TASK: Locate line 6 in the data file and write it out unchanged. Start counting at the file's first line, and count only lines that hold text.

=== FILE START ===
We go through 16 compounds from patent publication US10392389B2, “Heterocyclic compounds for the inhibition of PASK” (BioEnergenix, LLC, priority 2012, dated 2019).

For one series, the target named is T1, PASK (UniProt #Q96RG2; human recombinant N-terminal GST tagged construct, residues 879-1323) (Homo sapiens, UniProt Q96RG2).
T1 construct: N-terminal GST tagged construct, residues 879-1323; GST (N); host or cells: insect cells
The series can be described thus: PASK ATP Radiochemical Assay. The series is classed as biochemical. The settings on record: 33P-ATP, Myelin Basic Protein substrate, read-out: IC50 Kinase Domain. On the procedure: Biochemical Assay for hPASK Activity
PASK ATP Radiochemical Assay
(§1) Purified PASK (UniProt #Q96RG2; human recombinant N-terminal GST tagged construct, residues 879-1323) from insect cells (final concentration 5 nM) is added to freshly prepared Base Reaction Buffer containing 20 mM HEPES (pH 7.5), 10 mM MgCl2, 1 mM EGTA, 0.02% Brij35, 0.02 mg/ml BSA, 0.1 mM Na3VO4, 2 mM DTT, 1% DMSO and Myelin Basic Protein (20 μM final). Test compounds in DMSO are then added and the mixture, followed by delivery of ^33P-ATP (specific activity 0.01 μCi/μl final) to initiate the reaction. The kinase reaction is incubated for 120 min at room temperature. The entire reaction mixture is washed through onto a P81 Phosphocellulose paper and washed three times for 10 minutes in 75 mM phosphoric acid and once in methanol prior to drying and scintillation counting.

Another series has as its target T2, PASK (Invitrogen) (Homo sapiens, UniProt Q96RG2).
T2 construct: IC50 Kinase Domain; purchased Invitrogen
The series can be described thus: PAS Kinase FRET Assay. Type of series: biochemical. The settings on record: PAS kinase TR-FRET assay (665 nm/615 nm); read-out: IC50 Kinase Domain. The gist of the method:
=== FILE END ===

(§1) Purified PASK (UniProt #Q96RG2; human recombinant N-terminal GST tagged construct, residues 879-1323) from insect cells (final concentration 5 nM) is added to freshly prepared Base Reaction Buffer containing 20 mM HEPES (pH 7.5), 10 mM MgCl2, 1 mM EGTA, 0.02% Brij35, 0.02 mg/ml BSA, 0.1 mM Na3VO4, 2 mM DTT, 1% DMSO and Myelin Basic Protein (20 μM final). Test compounds in DMSO are then added and the mixture, followed by delivery of ^33P-ATP (specific activity 0.01 μCi/μl final) to initiate the reaction. The kinase reaction is incubated for 120 min at room temperature. The entire reaction mixture is washed through onto a P81 Phosphocellulose paper and washed three times for 10 minutes in 75 mM phosphoric acid and once in methanol prior to drying and scintillation counting.